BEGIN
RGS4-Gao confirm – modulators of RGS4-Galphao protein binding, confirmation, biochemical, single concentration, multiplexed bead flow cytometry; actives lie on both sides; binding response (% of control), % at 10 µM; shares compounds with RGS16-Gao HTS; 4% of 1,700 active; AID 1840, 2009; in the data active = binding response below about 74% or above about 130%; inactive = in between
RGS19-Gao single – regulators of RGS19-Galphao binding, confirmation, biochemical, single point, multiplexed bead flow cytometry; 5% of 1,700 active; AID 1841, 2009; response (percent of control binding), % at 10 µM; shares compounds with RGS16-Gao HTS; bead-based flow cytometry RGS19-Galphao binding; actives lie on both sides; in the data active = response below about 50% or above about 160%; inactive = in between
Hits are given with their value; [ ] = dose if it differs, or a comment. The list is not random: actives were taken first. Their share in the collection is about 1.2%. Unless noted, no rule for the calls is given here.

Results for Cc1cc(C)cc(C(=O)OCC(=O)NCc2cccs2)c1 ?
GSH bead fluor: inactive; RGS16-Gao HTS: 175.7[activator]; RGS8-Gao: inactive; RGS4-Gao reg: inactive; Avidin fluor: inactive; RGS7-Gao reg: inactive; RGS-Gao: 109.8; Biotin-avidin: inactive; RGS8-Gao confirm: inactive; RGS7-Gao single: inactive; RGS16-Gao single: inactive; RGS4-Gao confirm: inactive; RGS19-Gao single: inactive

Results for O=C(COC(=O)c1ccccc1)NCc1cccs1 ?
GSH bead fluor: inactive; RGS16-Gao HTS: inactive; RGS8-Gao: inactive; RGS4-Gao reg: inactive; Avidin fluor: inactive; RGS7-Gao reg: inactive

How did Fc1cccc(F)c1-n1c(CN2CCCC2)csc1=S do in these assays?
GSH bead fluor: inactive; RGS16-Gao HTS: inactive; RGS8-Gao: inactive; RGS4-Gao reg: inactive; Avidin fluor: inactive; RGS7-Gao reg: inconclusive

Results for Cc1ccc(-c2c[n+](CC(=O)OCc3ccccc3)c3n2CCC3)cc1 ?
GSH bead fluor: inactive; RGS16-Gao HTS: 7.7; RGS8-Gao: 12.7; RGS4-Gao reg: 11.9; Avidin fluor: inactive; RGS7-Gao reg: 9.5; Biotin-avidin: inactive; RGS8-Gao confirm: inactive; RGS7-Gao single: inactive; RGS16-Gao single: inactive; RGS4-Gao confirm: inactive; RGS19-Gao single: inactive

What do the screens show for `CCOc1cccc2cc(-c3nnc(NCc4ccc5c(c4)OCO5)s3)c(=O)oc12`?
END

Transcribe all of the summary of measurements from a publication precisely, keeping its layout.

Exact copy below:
RGS4-Gao confirm – modulators of RGS4-Galphao protein binding, confirmation, biochemical, single concentration, multiplexed bead flow cytometry; actives lie on both sides; binding response (% of control), % at 10 µM; shares compounds with RGS16-Gao HTS; 4% of 1,700 active; AID 1840, 2009; in the data active = binding response below about 74% or above about 130%; inactive = in between
RGS19-Gao single – regulators of RGS19-Galphao binding, confirmation, biochemical, single point, multiplexed bead flow cytometry; 5% of 1,700 active; AID 1841, 2009; response (percent of control binding), % at 10 µM; shares compounds with RGS16-Gao HTS; bead-based flow cytometry RGS19-Galphao binding; actives lie on both sides; in the data active = response below about 50% or above about 160%; inactive = in between
Hits are given with their value; [ ] = dose if it differs, or a comment. The list is not random: actives were taken first. Their share in the collection is about 1.2%. Unless noted, no rule for the calls is given here.

Results for Cc1cc(C)cc(C(=O)OCC(=O)NCc2cccs2)c1 ?
GSH bead fluor: inactive; RGS16-Gao HTS: 175.7[activator]; RGS8-Gao: inactive; RGS4-Gao reg: inactive; Avidin fluor: inactive; RGS7-Gao reg: inactive; RGS-Gao: 109.8; Biotin-avidin: inactive; RGS8-Gao confirm: inactive; RGS7-Gao single: inactive; RGS16-Gao single: inactive; RGS4-Gao confirm: inactive; RGS19-Gao single: inactive

Results for O=C(COC(=O)c1ccccc1)NCc1cccs1 ?
GSH bead fluor: inactive; RGS16-Gao HTS: inactive; RGS8-Gao: inactive; RGS4-Gao reg: inactive; Avidin fluor: inactive; RGS7-Gao reg: inactive

How did Fc1cccc(F)c1-n1c(CN2CCCC2)csc1=S do in these assays?
GSH bead fluor: inactive; RGS16-Gao HTS: inactive; RGS8-Gao: inactive; RGS4-Gao reg: inactive; Avidin fluor: inactive; RGS7-Gao reg: inconclusive

Results for Cc1ccc(-c2c[n+](CC(=O)OCc3ccccc3)c3n2CCC3)cc1 ?
GSH bead fluor: inactive; RGS16-Gao HTS: 7.7; RGS8-Gao: 12.7; RGS4-Gao reg: 11.9; Avidin fluor: inactive; RGS7-Gao reg: 9.5; Biotin-avidin: inactive; RGS8-Gao confirm: inactive; RGS7-Gao single: inactive; RGS16-Gao single: inactive; RGS4-Gao confirm: inactive; RGS19-Gao single: inactive

What do the screens show for `CCOc1cccc2cc(-c3nnc(NCc4ccc5c(c4)OCO5)s3)c(=O)oc12`?